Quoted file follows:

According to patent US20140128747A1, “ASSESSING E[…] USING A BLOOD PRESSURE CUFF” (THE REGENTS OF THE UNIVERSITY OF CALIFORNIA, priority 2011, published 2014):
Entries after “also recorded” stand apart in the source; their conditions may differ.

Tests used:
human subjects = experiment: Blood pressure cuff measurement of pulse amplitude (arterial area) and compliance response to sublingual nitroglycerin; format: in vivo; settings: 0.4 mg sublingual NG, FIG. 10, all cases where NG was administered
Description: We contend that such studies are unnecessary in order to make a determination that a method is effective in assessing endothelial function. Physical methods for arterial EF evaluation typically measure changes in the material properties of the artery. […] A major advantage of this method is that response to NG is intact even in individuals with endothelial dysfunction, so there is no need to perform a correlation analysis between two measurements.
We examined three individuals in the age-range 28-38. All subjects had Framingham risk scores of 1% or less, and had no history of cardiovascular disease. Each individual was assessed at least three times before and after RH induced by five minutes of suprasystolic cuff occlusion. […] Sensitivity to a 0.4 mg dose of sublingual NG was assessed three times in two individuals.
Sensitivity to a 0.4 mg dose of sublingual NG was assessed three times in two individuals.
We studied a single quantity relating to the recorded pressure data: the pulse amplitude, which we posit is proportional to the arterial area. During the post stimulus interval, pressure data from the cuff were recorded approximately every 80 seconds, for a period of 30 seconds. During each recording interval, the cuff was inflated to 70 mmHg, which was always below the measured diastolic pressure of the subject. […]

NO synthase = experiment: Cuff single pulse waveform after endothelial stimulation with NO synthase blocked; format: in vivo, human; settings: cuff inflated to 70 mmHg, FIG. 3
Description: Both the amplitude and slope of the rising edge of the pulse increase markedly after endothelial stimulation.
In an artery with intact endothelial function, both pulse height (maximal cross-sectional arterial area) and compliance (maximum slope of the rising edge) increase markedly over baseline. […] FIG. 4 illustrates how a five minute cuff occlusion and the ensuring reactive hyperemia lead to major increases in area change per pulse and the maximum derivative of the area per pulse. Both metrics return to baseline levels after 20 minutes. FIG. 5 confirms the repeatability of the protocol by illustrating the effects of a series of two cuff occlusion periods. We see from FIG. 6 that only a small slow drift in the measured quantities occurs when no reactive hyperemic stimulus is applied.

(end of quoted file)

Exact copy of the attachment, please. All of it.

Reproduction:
According to patent US20140128747A1, “ASSESSING E[…] USING A BLOOD PRESSURE CUFF” (THE REGENTS OF THE UNIVERSITY OF CALIFORNIA, priority 2011, published 2014):
Entries after “also recorded” stand apart in the source; their conditions may differ.

Tests used:
human subjects = experiment: Blood pressure cuff measurement of pulse amplitude (arterial area) and compliance response to sublingual nitroglycerin; format: in vivo; settings: 0.4 mg sublingual NG, FIG. 10, all cases where NG was administered
Description: We contend that such studies are unnecessary in order to make a determination that a method is effective in assessing endothelial function. Physical methods for arterial EF evaluation typically measure changes in the material properties of the artery. […] A major advantage of this method is that response to NG is intact even in individuals with endothelial dysfunction, so there is no need to perform a correlation analysis between two measurements.
We examined three individuals in the age-range 28-38. All subjects had Framingham risk scores of 1% or less, and had no history of cardiovascular disease. Each individual was assessed at least three times before and after RH induced by five minutes of suprasystolic cuff occlusion. […] Sensitivity to a 0.4 mg dose of sublingual NG was assessed three times in two individuals.
Sensitivity to a 0.4 mg dose of sublingual NG was assessed three times in two individuals.
We studied a single quantity relating to the recorded pressure data: the pulse amplitude, which we posit is proportional to the arterial area. During the post stimulus interval, pressure data from the cuff were recorded approximately every 80 seconds, for a period of 30 seconds. During each recording interval, the cuff was inflated to 70 mmHg, which was always below the measured diastolic pressure of the subject. […]

NO synthase = experiment: Cuff single pulse waveform after endothelial stimulation with NO synthase blocked; format: in vivo, human; settings: cuff inflated to 70 mmHg, FIG. 3
Description: Both the amplitude and slope of the rising edge of the pulse increase markedly after endothelial stimulation.
In an artery with intact endothelial function, both pulse height (maximal cross-sectional arterial area) and compliance (maximum slope of the rising edge) increase markedly over baseline. […] FIG. 4 illustrates how a five minute cuff occlusion and the ensuring reactive hyperemia lead to major increases in area change per pulse and the maximum derivative of the area per pulse. Both metrics return to baseline levels after 20 minutes. FIG. 5 confirms the repeatability of the protocol by illustrating the effects of a series of two cuff occlusion periods. We see from FIG. 6 that only a small slow drift in the measured quantities occurs when no reactive hyperemic stimulus is applied.